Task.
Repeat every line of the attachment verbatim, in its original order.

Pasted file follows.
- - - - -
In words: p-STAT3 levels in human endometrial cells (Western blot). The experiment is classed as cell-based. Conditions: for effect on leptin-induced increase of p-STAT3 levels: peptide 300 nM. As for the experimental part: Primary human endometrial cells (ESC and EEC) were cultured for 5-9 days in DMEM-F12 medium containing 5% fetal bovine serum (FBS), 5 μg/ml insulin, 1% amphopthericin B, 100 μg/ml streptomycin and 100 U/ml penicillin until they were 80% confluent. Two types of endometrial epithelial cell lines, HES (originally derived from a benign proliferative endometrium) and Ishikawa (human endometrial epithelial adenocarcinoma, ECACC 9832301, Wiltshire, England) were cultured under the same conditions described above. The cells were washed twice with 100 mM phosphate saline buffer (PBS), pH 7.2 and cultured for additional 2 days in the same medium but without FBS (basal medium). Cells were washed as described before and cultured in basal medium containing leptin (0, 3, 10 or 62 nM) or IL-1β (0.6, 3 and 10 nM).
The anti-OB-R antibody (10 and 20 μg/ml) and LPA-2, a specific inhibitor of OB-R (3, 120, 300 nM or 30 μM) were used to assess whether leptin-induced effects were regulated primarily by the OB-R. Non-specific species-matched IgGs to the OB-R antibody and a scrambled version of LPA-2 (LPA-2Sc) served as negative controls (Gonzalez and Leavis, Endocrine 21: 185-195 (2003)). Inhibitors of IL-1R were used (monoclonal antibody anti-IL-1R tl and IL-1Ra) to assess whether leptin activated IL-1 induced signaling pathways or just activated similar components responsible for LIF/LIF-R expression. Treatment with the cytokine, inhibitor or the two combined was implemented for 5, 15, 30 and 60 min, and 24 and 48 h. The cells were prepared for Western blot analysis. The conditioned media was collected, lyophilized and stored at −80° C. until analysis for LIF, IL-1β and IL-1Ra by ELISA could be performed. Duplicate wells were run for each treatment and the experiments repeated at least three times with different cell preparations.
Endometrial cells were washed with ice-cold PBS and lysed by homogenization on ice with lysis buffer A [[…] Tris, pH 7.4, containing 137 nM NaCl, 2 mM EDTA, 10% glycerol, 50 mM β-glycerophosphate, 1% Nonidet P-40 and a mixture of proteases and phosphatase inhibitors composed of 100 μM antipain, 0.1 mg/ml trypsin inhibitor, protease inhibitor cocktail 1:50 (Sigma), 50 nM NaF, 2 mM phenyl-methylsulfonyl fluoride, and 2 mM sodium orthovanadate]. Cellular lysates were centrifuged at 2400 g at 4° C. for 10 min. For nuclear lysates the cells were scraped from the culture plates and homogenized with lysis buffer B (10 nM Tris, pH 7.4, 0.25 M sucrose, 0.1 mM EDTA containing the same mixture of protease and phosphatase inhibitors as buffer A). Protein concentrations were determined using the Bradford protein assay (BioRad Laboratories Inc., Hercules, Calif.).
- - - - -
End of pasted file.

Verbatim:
In words: p-STAT3 levels in human endometrial cells (Western blot). The experiment is classed as cell-based. Conditions: for effect on leptin-induced increase of p-STAT3 levels: peptide 300 nM. As for the experimental part: Primary human endometrial cells (ESC and EEC) were cultured for 5-9 days in DMEM-F12 medium containing 5% fetal bovine serum (FBS), 5 μg/ml insulin, 1% amphopthericin B, 100 μg/ml streptomycin and 100 U/ml penicillin until they were 80% confluent. Two types of endometrial epithelial cell lines, HES (originally derived from a benign proliferative endometrium) and Ishikawa (human endometrial epithelial adenocarcinoma, ECACC 9832301, Wiltshire, England) were cultured under the same conditions described above. The cells were washed twice with 100 mM phosphate saline buffer (PBS), pH 7.2 and cultured for additional 2 days in the same medium but without FBS (basal medium). Cells were washed as described before and cultured in basal medium containing leptin (0, 3, 10 or 62 nM) or IL-1β (0.6, 3 and 10 nM).
The anti-OB-R antibody (10 and 20 μg/ml) and LPA-2, a specific inhibitor of OB-R (3, 120, 300 nM or 30 μM) were used to assess whether leptin-induced effects were regulated primarily by the OB-R. Non-specific species-matched IgGs to the OB-R antibody and a scrambled version of LPA-2 (LPA-2Sc) served as negative controls (Gonzalez and Leavis, Endocrine 21: 185-195 (2003)). Inhibitors of IL-1R were used (monoclonal antibody anti-IL-1R tl and IL-1Ra) to assess whether leptin activated IL-1 induced signaling pathways or just activated similar components responsible for LIF/LIF-R expression. Treatment with the cytokine, inhibitor or the two combined was implemented for 5, 15, 30 and 60 min, and 24 and 48 h. The cells were prepared for Western blot analysis. The conditioned media was collected, lyophilized and stored at −80° C. until analysis for LIF, IL-1β and IL-1Ra by ELISA could be performed. Duplicate wells were run for each treatment and the experiments repeated at least three times with different cell preparations.
Endometrial cells were washed with ice-cold PBS and lysed by homogenization on ice with lysis buffer A [[…] Tris, pH 7.4, containing 137 nM NaCl, 2 mM EDTA, 10% glycerol, 50 mM β-glycerophosphate, 1% Nonidet P-40 and a mixture of proteases and phosphatase inhibitors composed of 100 μM antipain, 0.1 mg/ml trypsin inhibitor, protease inhibitor cocktail 1:50 (Sigma), 50 nM NaF, 2 mM phenyl-methylsulfonyl fluoride, and 2 mM sodium orthovanadate]. Cellular lysates were centrifuged at 2400 g at 4° C. for 10 min. For nuclear lysates the cells were scraped from the culture plates and homogenized with lysis buffer B (10 nM Tris, pH 7.4, 0.25 M sucrose, 0.1 mM EDTA containing the same mixture of protease and phosphatase inhibitors as buffer A). Protein concentrations were determined using the Bradford protein assay (BioRad Laboratories Inc., Hercules, Calif.).